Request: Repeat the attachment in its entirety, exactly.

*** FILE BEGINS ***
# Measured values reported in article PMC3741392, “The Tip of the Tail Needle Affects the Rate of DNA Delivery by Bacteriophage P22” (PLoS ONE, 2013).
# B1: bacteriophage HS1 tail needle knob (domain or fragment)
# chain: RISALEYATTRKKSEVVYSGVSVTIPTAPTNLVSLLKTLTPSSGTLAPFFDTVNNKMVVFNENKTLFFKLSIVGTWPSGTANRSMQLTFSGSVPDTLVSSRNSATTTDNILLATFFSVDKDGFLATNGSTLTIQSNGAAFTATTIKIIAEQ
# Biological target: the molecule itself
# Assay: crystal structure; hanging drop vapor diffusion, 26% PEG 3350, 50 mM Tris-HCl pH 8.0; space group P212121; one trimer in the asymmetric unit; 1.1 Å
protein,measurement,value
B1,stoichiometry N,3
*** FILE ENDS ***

# Measured values reported in article PMC3741392, “The Tip of the Tail Needle Affects the Rate of DNA Delivery by Bacteriophage P22” (PLoS ONE, 2013).
# B1: bacteriophage HS1 tail needle knob (domain or fragment)
# chain: RISALEYATTRKKSEVVYSGVSVTIPTAPTNLVSLLKTLTPSSGTLAPFFDTVNNKMVVFNENKTLFFKLSIVGTWPSGTANRSMQLTFSGSVPDTLVSSRNSATTTDNILLATFFSVDKDGFLATNGSTLTIQSNGAAFTATTIKIIAEQ
# Biological target: the molecule itself
# Assay: crystal structure; hanging drop vapor diffusion, 26% PEG 3350, 50 mM Tris-HCl pH 8.0; space group P212121; one trimer in the asymmetric unit; 1.1 Å
protein,measurement,value
B1,stoichiometry N,3